From Ground Zero of the housing bust

The house across the street from mine is for sale. Occasionally, a real estate agent stops by with a client, but it's not producing results and the house has been on the market for almost a year.


The home next to it just went up for sale, too. So did the house two units down on the other side and the sign says “For Sale by Owner.”

Is that all? Hardly. Two out of four houses around the corner are for sale, another couple further down my road, two more near the entrance to my development, and scores more throughout the neighborhood.

In fact, a broker just told my neighbor that 47 out of the 325 homes in my community are up on the Multiple Listing Service. That’s more than 14 percent. Throw in the FSBOs sprinkled here and there, and it’s probably closer to 20 percent.

It gets worse: Before listing his house, my neighbor sat down with three different real estate agents. One agent said he sold 30 houses last year. So far this year, he’s sold three.Homes that were worth $600,000 to $650,000 earlier this year are now going for tens of thousands of dollars less. I’ve heard one flipper is willing to take about $500,000 just to get rid of one such property.

In other words, I live at ground zero of the real estate bust. It’s unfolding before my eyes every day. But it’s not just my little enclave.

The same trends are sweeping through the region and state. In September, here in the West Palm Beach-Boca Raton, Florida metropolitan area:

Sales plunged 53 percent from the same month a year ago.

Median prices dropped 9 percent to $365,500. That’s almost $35,000 in equity vaporized in just 12 months.

Inventory is off the charts. In June 2005, my zip code had 150 homes with at least 2 bedrooms and 2 bathrooms for sale between $100,000 and $500,000 on This last week there were 620.

That last fact blows my mind. That’s a 313 percent rise in inventory over 16 months. Check out the chart (below). Sure, some of the jump is probably because more expensive properties are slashing their prices. There may be a few multifamily or commercial properties mixed in there, too. But overall, inventory has basically tripled throughout this part of sunny South Florida.

And here’s the fallout: Foreclosures are going through the roof.

Just-released stats from RealtyTrac show Florida took the lead for the most foreclosure filings nationwide and a whopping 40,136 in the third quarter alone. That’s a 55 percent increase from the second quarter.

Keep in mind, the country as a whole didn’t fare much better: U.S. foreclosures jumped 17 percent quarter-over-quarter, and 43 percent year-over-year.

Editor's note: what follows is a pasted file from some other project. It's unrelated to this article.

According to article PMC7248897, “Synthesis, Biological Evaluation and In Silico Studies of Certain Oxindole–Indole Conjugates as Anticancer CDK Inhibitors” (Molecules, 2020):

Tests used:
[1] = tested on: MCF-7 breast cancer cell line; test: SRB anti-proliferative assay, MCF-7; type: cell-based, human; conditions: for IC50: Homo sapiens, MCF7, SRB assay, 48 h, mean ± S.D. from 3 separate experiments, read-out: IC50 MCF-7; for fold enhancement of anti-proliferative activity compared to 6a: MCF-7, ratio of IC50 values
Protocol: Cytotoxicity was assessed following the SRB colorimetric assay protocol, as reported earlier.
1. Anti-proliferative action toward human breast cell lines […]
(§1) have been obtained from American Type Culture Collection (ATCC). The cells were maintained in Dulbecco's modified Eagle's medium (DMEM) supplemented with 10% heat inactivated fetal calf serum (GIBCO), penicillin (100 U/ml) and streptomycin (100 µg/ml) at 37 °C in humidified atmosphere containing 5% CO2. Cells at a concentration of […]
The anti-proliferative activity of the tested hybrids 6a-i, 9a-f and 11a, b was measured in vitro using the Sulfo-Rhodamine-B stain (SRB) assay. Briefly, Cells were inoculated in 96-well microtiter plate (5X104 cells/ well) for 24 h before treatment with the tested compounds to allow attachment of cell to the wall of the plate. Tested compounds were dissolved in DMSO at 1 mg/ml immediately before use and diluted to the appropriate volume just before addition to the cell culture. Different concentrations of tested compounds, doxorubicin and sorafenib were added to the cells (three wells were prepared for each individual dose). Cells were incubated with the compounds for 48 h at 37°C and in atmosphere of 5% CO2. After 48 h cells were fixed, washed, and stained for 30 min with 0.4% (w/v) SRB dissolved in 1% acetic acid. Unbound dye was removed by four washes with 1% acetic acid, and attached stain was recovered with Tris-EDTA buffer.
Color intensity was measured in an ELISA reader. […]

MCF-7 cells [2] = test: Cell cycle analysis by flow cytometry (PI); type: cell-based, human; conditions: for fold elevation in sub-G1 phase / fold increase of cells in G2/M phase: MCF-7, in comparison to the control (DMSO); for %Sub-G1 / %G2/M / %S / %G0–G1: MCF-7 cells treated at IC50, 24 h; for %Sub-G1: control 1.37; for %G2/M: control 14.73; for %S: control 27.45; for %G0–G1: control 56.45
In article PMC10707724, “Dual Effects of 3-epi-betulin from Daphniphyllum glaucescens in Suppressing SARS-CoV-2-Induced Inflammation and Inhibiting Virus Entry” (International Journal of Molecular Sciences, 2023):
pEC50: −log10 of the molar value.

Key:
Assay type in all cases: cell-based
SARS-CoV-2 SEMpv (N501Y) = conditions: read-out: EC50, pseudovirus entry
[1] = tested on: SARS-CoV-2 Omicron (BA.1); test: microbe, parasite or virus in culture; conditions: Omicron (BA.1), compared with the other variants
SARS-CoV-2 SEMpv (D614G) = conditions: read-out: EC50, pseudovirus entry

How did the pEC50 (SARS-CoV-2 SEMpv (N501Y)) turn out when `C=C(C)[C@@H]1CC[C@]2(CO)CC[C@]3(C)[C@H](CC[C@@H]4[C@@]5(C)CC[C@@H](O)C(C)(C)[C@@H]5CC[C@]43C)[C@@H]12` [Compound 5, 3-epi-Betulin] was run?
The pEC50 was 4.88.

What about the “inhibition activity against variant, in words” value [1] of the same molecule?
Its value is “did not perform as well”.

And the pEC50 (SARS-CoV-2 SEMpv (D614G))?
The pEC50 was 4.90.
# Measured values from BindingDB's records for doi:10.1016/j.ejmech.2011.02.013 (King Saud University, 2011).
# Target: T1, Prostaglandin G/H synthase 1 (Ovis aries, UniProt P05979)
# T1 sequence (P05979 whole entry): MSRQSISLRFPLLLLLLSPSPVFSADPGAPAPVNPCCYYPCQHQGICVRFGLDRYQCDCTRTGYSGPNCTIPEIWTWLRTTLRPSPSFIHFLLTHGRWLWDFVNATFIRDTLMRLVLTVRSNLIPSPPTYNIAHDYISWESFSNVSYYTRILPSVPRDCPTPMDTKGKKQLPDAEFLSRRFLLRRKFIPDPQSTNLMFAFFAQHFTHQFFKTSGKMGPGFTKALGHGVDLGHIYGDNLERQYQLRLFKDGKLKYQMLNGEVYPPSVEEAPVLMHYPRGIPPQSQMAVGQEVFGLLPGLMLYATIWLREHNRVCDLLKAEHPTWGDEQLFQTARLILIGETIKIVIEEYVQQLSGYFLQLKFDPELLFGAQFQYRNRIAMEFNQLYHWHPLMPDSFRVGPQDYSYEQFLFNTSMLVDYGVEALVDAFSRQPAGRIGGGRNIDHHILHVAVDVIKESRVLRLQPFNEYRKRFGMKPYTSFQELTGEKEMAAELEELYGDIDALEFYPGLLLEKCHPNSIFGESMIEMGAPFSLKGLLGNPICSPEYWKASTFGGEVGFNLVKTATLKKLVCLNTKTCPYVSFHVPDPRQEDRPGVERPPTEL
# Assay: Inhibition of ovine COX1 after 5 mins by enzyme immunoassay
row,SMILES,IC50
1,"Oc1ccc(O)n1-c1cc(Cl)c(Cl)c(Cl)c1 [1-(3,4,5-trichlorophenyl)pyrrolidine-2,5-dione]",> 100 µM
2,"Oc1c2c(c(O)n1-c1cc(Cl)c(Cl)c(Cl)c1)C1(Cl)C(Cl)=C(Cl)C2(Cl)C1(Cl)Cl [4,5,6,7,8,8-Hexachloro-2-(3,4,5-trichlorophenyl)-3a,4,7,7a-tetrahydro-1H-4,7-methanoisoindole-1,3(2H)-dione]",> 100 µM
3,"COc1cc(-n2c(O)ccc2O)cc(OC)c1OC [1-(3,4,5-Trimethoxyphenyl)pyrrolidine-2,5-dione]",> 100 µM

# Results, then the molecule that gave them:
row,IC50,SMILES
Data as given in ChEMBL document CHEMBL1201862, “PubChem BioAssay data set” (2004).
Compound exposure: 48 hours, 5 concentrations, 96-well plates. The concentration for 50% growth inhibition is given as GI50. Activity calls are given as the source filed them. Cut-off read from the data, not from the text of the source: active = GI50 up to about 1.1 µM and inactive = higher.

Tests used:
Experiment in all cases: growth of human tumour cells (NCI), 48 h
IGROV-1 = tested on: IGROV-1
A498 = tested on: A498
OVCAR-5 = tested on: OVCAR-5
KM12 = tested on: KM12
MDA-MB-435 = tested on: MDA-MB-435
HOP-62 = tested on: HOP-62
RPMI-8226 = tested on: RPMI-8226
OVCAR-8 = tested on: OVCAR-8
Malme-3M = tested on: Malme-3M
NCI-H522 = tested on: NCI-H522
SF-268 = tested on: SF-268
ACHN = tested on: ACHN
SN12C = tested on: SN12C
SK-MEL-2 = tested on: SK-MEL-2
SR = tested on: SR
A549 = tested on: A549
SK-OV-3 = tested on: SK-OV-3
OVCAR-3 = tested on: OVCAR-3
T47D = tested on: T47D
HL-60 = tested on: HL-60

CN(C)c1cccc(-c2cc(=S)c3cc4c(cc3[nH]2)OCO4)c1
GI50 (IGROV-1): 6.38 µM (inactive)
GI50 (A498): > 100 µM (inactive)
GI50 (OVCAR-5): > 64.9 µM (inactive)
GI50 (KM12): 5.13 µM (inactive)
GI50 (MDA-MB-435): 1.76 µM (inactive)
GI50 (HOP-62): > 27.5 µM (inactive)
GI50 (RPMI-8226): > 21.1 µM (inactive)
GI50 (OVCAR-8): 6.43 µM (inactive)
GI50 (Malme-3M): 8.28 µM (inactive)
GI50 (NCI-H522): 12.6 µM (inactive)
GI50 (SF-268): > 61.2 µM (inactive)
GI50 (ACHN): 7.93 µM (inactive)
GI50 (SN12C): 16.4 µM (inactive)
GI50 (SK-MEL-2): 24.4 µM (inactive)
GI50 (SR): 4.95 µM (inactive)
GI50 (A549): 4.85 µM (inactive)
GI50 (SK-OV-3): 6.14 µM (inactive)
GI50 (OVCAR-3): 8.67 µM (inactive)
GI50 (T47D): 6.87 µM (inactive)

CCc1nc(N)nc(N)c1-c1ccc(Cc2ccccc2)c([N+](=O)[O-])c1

The Fed should not walk away scott free.

I know you hear a lot of talk that the housing market has hit bottom, that it’s all blue skies from here, that we’re experiencing a soft landing.

Recently, Alan Greenspan weighed in, saying the “worst may well be over.” Never mind that the former Federal Reserve Board Chairman pretty much created the housing bubble in the first place. How?

First, Greenspan slashed interest rates to ridiculously low levels, and kept them there far too long. Then, he praised adjustable rate mortgages at the worst possible time. And he denied there was a bubble at all by saying we had a few areas of housing “froth.” Now Greenspan says it’s all over, and we’re supposed to believe him? No way.

All around me, I still see desperate flippers stuck with homes and mortgages they can’t afford.

I still hear everyday homeowners grumbling about how unaffordable their loans, taxes, and insurance bills have become.

And I see “for sale” ads morphing into “for sale or rent” ads. That tells me that homeowners are stuck with two or more loans, and they’re trying to generate at least some income from properties they can’t sell.

I read in the local newspaper that home auctions can’t even get the reserve (lowest prices sellers are willing to accept.) One example: A property that listed for as much as $725,000 couldn’t garner a $500,000 bid.

This is the legacy of the housing bubble. This is what the Fed’s reckless monetary policy has wrought. This is what happens when your economy becomes utterly dependent on asset booms (author’s note: See Saving American Savings.)

Am I angry? Darn right I am.

Houses never would have gotten so ridiculously unaffordable if Fed policymakers had raised rates sooner to curtail rampant speculation.

Mortgage standards never would have gotten so ridiculously loose if regulators hadn’t twiddled their thumbs while lenders threw long- standing practices out the window.

Loan fraud, appraisal inflation, and other shady practices wouldn’t have skyrocketed to the unbelievable levels we’re seeing now if more resources had been dedicated to ferreting them out months or years ago.

Now there’s no telling how many lives will be ruined by delinquencies and foreclosures.

I wish the worst was over in housing. I really do. But I don’t think it’s here yet, nor do I expect it anytime soon.

Author: Mike Larson is a writer for Money and Markets, a free daily investment newsletter from Weiss Research which offers investing news, tips and advice on investing in gold, energy and oil. Visit for more.